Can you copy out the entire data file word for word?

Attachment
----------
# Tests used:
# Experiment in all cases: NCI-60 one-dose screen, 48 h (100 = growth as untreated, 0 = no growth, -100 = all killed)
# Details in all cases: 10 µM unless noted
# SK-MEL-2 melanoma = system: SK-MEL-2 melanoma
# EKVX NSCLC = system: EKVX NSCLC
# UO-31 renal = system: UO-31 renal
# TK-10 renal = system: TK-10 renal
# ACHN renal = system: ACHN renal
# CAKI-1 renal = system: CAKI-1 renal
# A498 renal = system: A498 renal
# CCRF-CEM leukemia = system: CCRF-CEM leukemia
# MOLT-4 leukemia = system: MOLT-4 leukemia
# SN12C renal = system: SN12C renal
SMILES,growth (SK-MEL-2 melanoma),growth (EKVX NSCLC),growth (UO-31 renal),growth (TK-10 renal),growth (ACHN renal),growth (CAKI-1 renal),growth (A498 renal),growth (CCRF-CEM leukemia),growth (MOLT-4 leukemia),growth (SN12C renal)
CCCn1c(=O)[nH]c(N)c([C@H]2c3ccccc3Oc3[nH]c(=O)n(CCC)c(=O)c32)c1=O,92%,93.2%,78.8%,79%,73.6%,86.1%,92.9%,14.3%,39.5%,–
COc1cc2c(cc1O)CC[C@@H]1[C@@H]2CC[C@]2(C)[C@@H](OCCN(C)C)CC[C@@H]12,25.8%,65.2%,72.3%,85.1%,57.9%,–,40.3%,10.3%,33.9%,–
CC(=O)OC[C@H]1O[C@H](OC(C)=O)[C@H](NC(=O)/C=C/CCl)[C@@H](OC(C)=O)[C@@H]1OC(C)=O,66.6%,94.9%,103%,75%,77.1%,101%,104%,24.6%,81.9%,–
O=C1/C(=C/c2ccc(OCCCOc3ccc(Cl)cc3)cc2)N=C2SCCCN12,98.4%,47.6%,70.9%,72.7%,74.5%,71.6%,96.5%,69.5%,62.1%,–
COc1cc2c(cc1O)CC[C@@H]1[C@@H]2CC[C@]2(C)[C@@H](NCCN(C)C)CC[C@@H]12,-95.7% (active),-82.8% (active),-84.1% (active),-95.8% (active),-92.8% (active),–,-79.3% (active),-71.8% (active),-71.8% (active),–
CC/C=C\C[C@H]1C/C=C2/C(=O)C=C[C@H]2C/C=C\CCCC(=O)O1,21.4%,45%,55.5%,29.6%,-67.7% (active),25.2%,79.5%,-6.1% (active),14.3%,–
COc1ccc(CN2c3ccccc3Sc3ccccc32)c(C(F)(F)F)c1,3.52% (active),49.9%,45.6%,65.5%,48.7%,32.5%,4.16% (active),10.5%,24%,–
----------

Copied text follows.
# Tests used:
# Experiment in all cases: NCI-60 one-dose screen, 48 h (100 = growth as untreated, 0 = no growth, -100 = all killed)
# Details in all cases: 10 µM unless noted
# SK-MEL-2 melanoma = system: SK-MEL-2 melanoma
# EKVX NSCLC = system: EKVX NSCLC
# UO-31 renal = system: UO-31 renal
# TK-10 renal = system: TK-10 renal
# ACHN renal = system: ACHN renal
# CAKI-1 renal = system: CAKI-1 renal
# A498 renal = system: A498 renal
# CCRF-CEM leukemia = system: CCRF-CEM leukemia
# MOLT-4 leukemia = system: MOLT-4 leukemia
# SN12C renal = system: SN12C renal
SMILES,growth (SK-MEL-2 melanoma),growth (EKVX NSCLC),growth (UO-31 renal),growth (TK-10 renal),growth (ACHN renal),growth (CAKI-1 renal),growth (A498 renal),growth (CCRF-CEM leukemia),growth (MOLT-4 leukemia),growth (SN12C renal)
CCCn1c(=O)[nH]c(N)c([C@H]2c3ccccc3Oc3[nH]c(=O)n(CCC)c(=O)c32)c1=O,92%,93.2%,78.8%,79%,73.6%,86.1%,92.9%,14.3%,39.5%,–
COc1cc2c(cc1O)CC[C@@H]1[C@@H]2CC[C@]2(C)[C@@H](OCCN(C)C)CC[C@@H]12,25.8%,65.2%,72.3%,85.1%,57.9%,–,40.3%,10.3%,33.9%,–
CC(=O)OC[C@H]1O[C@H](OC(C)=O)[C@H](NC(=O)/C=C/CCl)[C@@H](OC(C)=O)[C@@H]1OC(C)=O,66.6%,94.9%,103%,75%,77.1%,101%,104%,24.6%,81.9%,–
O=C1/C(=C/c2ccc(OCCCOc3ccc(Cl)cc3)cc2)N=C2SCCCN12,98.4%,47.6%,70.9%,72.7%,74.5%,71.6%,96.5%,69.5%,62.1%,–
COc1cc2c(cc1O)CC[C@@H]1[C@@H]2CC[C@]2(C)[C@@H](NCCN(C)C)CC[C@@H]12,-95.7% (active),-82.8% (active),-84.1% (active),-95.8% (active),-92.8% (active),–,-79.3% (active),-71.8% (active),-71.8% (active),–
CC/C=C\C[C@H]1C/C=C2/C(=O)C=C[C@H]2C/C=C\CCCC(=O)O1,21.4%,45%,55.5%,29.6%,-67.7% (active),25.2%,79.5%,-6.1% (active),14.3%,–
COc1ccc(CN2c3ccccc3Sc3ccccc32)c(C(F)(F)F)c1,3.52% (active),49.9%,45.6%,65.5%,48.7%,32.5%,4.16% (active),10.5%,24%,–